A sold set of eyes (short story)

I woke on a summer’s morning that felt equal parts joyful and sticky. The Sun shone through the window of my blue chamber. I got up and did my usual process, I put on my hat and my blazer, which I thought fit my bushy beard nicely. Truthfully, I was nervous about giving a good impression. I felt the whole world hinged on me today. I was readying myself for the royal exhibition, where I would showcase my year’s worth of work.

I have been living in Marseille for three years where I have worked on my passion for the visual arts. Before that, I had been poor with little means or recognition, until I managed to convince a rich landowner to invest in my work to eventually show the royal family. He obliged and provided me with this small house near the main road.

I have had my ups and downs creatively. I’ve done some of my best work, and some of my most audacious. Where before I had only envisioned grassy plains, wide rivers and steep hills, I had birthed a range of motions and structures bound to my whims and my brush. A portrait of a rabbit with a twinkle like a dying star in its eye while dreading the fire. A reddened face of embarrasment looking above at his lover’s face. A shattered slope moments before a landslide, on top of a few lonely monks. But all of that is nothing compared to my magnum opus. The “mural of loveliness”, a full body portrait of a nymph lying across a 5-meter wide frame. The girl’s look is breathless with a hint of worry, and her blank face and eyes tell me that this day is mine, as the sunshine warmed my face and my mood.

I have seen this face for days and weeks, I have grown accustomed to it, it makes me feel proud, alive, powerful. Her eyes come from me and now they beckon me back where they come from. Selling her would be the greatest pleasure, every glass of wine I would savor with the wealth will taste of her sweet eyes reflecting all of nature’s bounty, laying atop vines among other fertile things.


What a huge success that was, I’ve never felt more recognized. I am succesful! I am accepted! My works gathered close attention from the royal family, and the present noblemen. They were all purchased for compensation fit for royalty, and the Queen even found my nymph to be captivating enough to personally request it. I have achieved my goal, I’ve taken the harvest from the seed I planted long ago. From little I have made the greatest bounty.

After reflection on my success, undressing for bed I fell into a peaceful slumber.

I woke suddenly in the night with a great desire. I looked to the left wall where I kept my most precious pieces, searching for the eyes of my nymph to be reassured. Where I was searching for her I only found an empty blank wall.

What had I done? Did sell myself? Will I ever be the same? – I asked myself.


Months after my great success, I woke on a summer’s day that made my hair itch and my mouth hiss from the bright sunshine. I looked at my wall to see dismembered rabbits stuck to a canvas, with entrails all around.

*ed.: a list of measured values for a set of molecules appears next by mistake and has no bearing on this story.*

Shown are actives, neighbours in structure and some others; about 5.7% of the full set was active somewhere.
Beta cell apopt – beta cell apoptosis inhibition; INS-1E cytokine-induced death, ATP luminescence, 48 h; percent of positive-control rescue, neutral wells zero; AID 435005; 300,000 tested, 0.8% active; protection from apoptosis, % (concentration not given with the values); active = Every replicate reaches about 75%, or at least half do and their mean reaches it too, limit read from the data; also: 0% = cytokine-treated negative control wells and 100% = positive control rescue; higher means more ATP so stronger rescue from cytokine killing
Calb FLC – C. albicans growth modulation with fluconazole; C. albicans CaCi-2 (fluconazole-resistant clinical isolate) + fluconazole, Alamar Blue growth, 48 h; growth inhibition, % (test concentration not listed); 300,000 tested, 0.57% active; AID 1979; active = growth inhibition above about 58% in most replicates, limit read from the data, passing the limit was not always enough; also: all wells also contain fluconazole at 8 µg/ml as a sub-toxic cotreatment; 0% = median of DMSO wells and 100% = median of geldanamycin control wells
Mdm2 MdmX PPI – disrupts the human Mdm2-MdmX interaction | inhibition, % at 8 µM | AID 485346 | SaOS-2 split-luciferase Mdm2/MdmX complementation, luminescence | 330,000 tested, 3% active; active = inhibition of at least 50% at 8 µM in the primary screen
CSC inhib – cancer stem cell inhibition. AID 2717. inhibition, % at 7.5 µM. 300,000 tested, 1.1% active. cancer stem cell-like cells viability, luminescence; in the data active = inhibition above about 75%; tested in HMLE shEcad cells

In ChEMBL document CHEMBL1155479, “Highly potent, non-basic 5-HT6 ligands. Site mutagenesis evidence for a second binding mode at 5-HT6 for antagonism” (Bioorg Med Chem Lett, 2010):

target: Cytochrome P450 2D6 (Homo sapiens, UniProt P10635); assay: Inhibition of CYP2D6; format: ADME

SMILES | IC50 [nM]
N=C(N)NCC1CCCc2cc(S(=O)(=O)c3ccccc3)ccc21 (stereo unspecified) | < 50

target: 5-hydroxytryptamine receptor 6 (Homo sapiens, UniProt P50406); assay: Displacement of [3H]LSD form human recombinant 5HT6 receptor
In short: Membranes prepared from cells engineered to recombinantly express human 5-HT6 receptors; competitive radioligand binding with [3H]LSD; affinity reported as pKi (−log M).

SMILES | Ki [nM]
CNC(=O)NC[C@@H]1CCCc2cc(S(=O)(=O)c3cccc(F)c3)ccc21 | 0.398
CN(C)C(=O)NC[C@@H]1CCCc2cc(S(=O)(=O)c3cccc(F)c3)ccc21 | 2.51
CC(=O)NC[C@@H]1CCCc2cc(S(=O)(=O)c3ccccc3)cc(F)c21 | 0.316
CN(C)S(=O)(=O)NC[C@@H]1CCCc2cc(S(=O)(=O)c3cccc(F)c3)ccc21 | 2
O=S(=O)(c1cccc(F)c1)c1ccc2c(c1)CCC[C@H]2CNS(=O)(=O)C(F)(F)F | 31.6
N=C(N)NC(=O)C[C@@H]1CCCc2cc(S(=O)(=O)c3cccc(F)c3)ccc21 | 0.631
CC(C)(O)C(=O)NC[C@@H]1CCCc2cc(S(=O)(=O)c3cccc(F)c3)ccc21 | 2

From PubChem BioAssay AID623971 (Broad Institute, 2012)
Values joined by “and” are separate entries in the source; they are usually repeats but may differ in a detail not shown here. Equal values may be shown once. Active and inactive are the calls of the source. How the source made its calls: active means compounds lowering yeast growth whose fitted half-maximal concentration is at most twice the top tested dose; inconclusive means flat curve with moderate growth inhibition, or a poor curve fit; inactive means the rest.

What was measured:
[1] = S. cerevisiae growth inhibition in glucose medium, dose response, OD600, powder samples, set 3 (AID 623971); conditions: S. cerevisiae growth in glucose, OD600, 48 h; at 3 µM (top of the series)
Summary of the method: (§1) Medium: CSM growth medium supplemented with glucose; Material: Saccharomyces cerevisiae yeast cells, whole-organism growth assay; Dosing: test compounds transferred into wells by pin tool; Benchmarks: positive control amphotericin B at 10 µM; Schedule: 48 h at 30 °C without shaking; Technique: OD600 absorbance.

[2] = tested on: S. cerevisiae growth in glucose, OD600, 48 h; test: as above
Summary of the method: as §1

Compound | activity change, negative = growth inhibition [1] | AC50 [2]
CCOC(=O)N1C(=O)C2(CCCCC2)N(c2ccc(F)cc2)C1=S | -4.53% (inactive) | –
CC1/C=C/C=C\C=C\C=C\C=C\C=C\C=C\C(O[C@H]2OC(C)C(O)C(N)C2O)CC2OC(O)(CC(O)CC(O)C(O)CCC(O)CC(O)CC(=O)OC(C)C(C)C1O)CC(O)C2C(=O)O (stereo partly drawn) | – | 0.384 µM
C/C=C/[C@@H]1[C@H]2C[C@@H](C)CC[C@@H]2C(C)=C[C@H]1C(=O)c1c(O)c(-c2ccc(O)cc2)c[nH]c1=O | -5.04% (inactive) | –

I see them all deconstructed and lost, in their poor little eyes, and I rejoice at their suffering.

I angrily got up and prepared myself for a day much like any other. Sitting outside, wine, cheese and new fairweather friends are my protection from monotony. Though in essence that is the only thing they offer – monotony. I live in a drunken stupor outside my chambers, inside them, it becomes a focused anguish against my own heart.

That is how my rabbit pieces came about last night. I look at myself after getting up with blood drops on the mirrored glass. The face is bleak and sullen with drowsiness, but it is the face of success. Destroying those rabbits was cruel, but not to them, they had clean deaths. The foulest cruelty was to myself, which is my biggest success…


I woke with quiet determination. I dressed promptly in plain formal attire. I brought my canvas of rabbits down to the rue royale, the same one I brought my nymph one year ago. On that day I had hoped for good fortune. On this day, I deeply desired others to see how my good fortune turned out.

My rabbits stood almost comically brutal among grassy reliefs and divine portraits. All the while I thought how my so generous landowner would react to my hubris. I expected and desired the worst. Many walked by and did not spit on my work, but to my surprise, they channeled it to praise my work. “Quite bold”, a well-dressed man told me.

The Queen personally requested my rabbits. She had just begun reading Greek Tragedies by Euripides and Sophocles, as well as a playwright called William Shakespeare, which had “touched her heart with deep anguish”. I wondered if I had shown my bowels on my frame if they would have been so kindly received as well.

I initally refused to turn the piece over but the Queen took it anyway. She had thought my rabbits beautiful, where there was only anguish and death. Is that what those rabbits really died for? To give the Queen banal pleasure? To taunt me from the grave?


I laid my head to rest on the bed and the blank wall appeared red with rage, which I splattered all over it. The blood is from my heart, then on my hands, and now it is on my wall.






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